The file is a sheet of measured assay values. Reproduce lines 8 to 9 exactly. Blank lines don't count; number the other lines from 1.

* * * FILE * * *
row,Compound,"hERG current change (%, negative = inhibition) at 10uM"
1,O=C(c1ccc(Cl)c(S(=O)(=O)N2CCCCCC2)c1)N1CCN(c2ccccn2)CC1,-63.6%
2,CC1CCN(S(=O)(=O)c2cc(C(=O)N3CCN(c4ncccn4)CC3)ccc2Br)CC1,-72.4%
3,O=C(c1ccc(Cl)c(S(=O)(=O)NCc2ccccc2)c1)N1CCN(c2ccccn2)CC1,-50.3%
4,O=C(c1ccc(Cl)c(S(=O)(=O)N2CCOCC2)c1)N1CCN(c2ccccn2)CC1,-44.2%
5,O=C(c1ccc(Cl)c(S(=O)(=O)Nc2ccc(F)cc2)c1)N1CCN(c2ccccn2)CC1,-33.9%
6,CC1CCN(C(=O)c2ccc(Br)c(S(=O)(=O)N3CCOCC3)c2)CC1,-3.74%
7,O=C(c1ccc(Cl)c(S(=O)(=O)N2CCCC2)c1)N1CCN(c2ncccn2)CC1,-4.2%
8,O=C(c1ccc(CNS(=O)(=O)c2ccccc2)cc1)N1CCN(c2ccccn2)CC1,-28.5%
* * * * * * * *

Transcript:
7,O=C(c1ccc(Cl)c(S(=O)(=O)N2CCCC2)c1)N1CCN(c2ncccn2)CC1,-4.2%
8,O=C(c1ccc(CNS(=O)(=O)c2ccccc2)cc1)N1CCN(c2ccccn2)CC1,-28.5%